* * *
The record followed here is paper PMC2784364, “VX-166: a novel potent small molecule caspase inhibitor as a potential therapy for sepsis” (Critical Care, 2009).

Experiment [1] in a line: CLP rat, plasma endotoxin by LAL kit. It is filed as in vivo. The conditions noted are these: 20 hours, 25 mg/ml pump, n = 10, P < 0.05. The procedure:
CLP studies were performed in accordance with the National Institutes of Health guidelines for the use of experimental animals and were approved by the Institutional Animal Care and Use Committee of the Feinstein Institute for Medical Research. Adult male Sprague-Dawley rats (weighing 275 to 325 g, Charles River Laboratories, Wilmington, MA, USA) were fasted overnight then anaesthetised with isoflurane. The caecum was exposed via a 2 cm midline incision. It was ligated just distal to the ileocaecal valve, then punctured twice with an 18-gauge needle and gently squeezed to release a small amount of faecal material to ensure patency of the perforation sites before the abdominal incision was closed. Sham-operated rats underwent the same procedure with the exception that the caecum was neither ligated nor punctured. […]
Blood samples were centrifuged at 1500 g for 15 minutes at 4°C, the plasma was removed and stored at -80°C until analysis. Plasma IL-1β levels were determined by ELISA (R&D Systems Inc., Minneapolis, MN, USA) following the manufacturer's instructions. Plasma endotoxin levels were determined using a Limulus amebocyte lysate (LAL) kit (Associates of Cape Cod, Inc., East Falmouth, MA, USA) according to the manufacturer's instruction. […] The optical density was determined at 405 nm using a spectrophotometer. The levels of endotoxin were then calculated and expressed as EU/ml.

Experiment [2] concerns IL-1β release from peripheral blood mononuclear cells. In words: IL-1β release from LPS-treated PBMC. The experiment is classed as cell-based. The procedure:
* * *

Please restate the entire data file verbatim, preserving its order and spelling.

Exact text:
The record followed here is paper PMC2784364, “VX-166: a novel potent small molecule caspase inhibitor as a potential therapy for sepsis” (Critical Care, 2009).

Experiment [1] in a line: CLP rat, plasma endotoxin by LAL kit. It is filed as in vivo. The conditions noted are these: 20 hours, 25 mg/ml pump, n = 10, P < 0.05. The procedure:
CLP studies were performed in accordance with the National Institutes of Health guidelines for the use of experimental animals and were approved by the Institutional Animal Care and Use Committee of the Feinstein Institute for Medical Research. Adult male Sprague-Dawley rats (weighing 275 to 325 g, Charles River Laboratories, Wilmington, MA, USA) were fasted overnight then anaesthetised with isoflurane. The caecum was exposed via a 2 cm midline incision. It was ligated just distal to the ileocaecal valve, then punctured twice with an 18-gauge needle and gently squeezed to release a small amount of faecal material to ensure patency of the perforation sites before the abdominal incision was closed. Sham-operated rats underwent the same procedure with the exception that the caecum was neither ligated nor punctured. […]
Blood samples were centrifuged at 1500 g for 15 minutes at 4°C, the plasma was removed and stored at -80°C until analysis. Plasma IL-1β levels were determined by ELISA (R&D Systems Inc., Minneapolis, MN, USA) following the manufacturer's instructions. Plasma endotoxin levels were determined using a Limulus amebocyte lysate (LAL) kit (Associates of Cape Cod, Inc., East Falmouth, MA, USA) according to the manufacturer's instruction. […] The optical density was determined at 405 nm using a spectrophotometer. The levels of endotoxin were then calculated and expressed as EU/ml.

Experiment [2] concerns IL-1β release from peripheral blood mononuclear cells. In words: IL-1β release from LPS-treated PBMC. The experiment is classed as cell-based. The procedure: